Use this preparation time to work on the conciseness of your documents. Don’t forget to go back to your sales pitch, which will find a place in all these templates.

Here are several examples that can give you ideas for creating your own templates.

Making contact

Cold email No. 1 (the right contact person):

Hello (First Name),

I hope you received my message. I wanted to contact you because (context).

I’m a freelance (role) and I offer (pitch).

I help clients like you to (value).

I suggest that we could have a 20-minute phone call to discuss this subject. Are you available for a call on Tuesday at 2 pm or on Thursday at 10 am?


(Your First Name)

Cold email No. 2 (asking to be put in touch with the right contact person):

Hello (First Name),

My name is (your first name) and I’m a freelance (role). I work with companies like (company name) for (pitch).

(Value in one sentence.)

Could you put me in touch with the person in charge of this field in (company name) in order to talk about what I can contribute to your projects?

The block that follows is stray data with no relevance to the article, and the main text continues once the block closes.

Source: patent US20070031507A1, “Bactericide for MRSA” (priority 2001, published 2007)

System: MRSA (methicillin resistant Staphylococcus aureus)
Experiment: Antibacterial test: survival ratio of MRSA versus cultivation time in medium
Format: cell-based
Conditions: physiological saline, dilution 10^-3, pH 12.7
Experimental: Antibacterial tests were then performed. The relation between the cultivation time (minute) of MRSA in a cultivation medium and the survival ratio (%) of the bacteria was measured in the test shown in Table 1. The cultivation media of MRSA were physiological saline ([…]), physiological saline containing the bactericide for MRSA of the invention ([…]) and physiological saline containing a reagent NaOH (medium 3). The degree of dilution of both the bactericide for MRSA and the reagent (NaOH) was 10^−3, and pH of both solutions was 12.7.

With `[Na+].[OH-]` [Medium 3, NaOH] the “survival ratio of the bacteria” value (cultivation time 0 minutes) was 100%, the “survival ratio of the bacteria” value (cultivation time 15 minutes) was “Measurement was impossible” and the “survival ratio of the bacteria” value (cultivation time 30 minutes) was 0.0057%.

(Your First Name)

Prospection reactivations: (when there’s never been any interaction with the prospect)

Reactivation No. 1.

Hello (First Name),

I’d like to let your team see how I can help (value) thanks to (pitch). Could you direct me towards the person to contact?

Thank you,

(Your First Name)

Reactivation No. 2.

Hello (First Name),

You must be busy, and I’m taking the opportunity to get my emails up to the top of the list! Could you, please, tell me who is the person responsible for (value) at (company name)?

Thank you for your help,

(Your First Name)

Reactivations (when there has already been some interaction)

Reactivation No. 1.

Hello (First Name), how are you? Could we schedule a call this week?

Reactivation No. 2.

Hello (First Name), I’d like to share this article with you as I think you’ll like it (link). It’s given me a few ideas with regard to your goals. So, I’d like to renew our conversation. When will you next be available?